A pending fundamental tool is the establishment of omics profiles defining «standard health» states that can serve as a reference or control in different studies. Similarly we can refer to the establishment of nutrigenomic profiles for other conditions such as diabetes mellitus type 2, obesities and other diseases or physiological conditions of interest (see below).
One of the biggest difficulties is found when analyzing data sets and variables combined, taking also into account that they correspond to different coordinates of a multidimensional space defined by different fields (genetic, clinical, nutritional, metabolic, metabolomic, etc., and other variables) that reflect, each with specific laws and guidelines, the information on homeostatic processes and the balance between health and disease. Determining the useful nutritional health phenotypes (see below) is one of the biggest challenges.
A large number of reviews already illustrate the ability to identify at an early age sensitivities of certain people to diet-related diseases, which could strengthen (along with dietary and lifestyle advice, and knowledge of diet-genotype interactions) the benefits of diet on human health and advance knowledge of the scientific basis of the relationship between diet and health.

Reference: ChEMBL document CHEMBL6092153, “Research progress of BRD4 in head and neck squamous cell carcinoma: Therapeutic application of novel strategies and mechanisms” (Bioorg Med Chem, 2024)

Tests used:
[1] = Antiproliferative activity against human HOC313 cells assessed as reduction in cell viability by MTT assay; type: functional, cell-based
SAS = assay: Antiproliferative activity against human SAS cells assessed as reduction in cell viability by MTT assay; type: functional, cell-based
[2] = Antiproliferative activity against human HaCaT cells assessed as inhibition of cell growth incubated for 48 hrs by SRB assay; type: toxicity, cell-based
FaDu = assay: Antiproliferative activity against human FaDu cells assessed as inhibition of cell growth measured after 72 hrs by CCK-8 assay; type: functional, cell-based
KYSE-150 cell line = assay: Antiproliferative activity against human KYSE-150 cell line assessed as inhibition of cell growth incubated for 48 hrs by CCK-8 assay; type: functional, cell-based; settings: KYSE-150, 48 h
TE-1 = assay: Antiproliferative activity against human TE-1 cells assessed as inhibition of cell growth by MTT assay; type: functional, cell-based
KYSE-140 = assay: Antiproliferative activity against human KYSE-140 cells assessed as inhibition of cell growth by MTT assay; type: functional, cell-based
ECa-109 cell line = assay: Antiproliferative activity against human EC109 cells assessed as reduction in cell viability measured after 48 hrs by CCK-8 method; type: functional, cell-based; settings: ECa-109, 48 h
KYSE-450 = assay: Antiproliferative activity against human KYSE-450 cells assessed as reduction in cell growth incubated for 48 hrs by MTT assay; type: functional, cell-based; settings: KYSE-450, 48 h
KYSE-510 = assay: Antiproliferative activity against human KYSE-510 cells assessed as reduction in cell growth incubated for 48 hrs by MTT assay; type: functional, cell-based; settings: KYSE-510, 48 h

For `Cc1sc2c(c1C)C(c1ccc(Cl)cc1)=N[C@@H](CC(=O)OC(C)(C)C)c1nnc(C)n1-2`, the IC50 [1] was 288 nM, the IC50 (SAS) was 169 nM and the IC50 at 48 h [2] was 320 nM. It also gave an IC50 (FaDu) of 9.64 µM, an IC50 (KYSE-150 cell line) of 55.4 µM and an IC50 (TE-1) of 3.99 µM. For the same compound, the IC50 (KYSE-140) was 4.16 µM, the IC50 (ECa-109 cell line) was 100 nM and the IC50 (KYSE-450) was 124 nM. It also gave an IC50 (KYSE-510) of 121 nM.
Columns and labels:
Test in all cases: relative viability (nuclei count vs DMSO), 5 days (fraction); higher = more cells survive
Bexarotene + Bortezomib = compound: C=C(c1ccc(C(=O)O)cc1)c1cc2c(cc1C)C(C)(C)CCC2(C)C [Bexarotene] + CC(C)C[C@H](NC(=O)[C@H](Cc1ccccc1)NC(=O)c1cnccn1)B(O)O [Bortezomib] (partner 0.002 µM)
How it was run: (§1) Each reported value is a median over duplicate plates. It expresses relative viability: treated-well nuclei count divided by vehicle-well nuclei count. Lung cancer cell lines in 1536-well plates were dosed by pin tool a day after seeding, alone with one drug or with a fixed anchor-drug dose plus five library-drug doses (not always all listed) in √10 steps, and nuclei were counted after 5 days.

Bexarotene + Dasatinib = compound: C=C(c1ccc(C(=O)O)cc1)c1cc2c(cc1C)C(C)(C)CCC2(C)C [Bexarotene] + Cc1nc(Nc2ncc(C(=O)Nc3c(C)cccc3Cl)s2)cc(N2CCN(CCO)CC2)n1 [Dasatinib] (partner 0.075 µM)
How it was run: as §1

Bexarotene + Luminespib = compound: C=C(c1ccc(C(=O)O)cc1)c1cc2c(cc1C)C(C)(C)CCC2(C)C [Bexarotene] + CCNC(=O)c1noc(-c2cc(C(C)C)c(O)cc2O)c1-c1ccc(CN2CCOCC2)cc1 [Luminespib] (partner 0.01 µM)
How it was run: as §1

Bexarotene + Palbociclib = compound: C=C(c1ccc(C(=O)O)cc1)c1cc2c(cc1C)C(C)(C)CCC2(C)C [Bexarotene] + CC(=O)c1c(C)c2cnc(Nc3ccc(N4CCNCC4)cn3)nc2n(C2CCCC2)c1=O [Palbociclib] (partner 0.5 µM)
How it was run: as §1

Nutrigenomics tries to describe the biological system (the operation of a cell, tissue, biological system in general, or our entire organism in the broader case at hand) in «its totality»; in terms of their composition of thousands of mRNAs, proteins and metabolites, and the combinations of all these. With that we would like to «completely» describe each homeostatic system to perceive shifts in it, prior to the appearance of abnormalities or risk factors that may eventually lead to some more definite abnormalities (diseases or other phenotypes that interest us). In this way, nutrigenomic biomarkers result from sets of characteristic data of the response (to a particular diet or food composition or dietary pattern) of the biological system, indicative of the system’s derivation to a certain considered potentially adverse condition; for example, to the development of hypertension.